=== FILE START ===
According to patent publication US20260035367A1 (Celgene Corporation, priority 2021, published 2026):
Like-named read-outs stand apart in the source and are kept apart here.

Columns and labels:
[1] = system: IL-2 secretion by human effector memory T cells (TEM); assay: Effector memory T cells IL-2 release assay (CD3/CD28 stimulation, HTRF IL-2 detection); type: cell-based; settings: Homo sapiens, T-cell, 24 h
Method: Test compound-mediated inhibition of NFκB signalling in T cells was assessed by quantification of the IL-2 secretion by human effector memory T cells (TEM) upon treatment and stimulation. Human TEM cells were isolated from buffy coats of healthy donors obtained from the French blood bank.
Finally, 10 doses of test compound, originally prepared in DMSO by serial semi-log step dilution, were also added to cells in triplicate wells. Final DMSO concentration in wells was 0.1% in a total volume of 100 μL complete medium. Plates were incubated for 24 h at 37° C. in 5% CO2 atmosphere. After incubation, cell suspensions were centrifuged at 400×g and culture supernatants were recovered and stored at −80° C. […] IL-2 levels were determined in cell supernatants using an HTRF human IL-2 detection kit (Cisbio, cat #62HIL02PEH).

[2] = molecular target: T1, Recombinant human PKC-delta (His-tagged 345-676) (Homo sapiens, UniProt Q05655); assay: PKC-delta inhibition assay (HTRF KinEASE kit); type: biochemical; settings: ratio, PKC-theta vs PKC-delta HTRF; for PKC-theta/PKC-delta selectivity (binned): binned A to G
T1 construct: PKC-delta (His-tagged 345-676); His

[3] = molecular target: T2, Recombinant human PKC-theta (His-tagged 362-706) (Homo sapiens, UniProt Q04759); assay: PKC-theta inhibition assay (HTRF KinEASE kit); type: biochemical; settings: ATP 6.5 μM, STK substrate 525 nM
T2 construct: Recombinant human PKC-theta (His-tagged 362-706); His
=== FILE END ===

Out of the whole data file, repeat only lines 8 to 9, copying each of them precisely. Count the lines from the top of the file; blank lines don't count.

T1 construct: PKC-delta (His-tagged 345-676); His

[3] = molecular target: T2, Recombinant human PKC-theta (His-tagged 362-706) (Homo sapiens, UniProt Q04759); assay: PKC-theta inhibition assay (HTRF KinEASE kit); type: biochemical; settings: ATP 6.5 μM, STK substrate 525 nM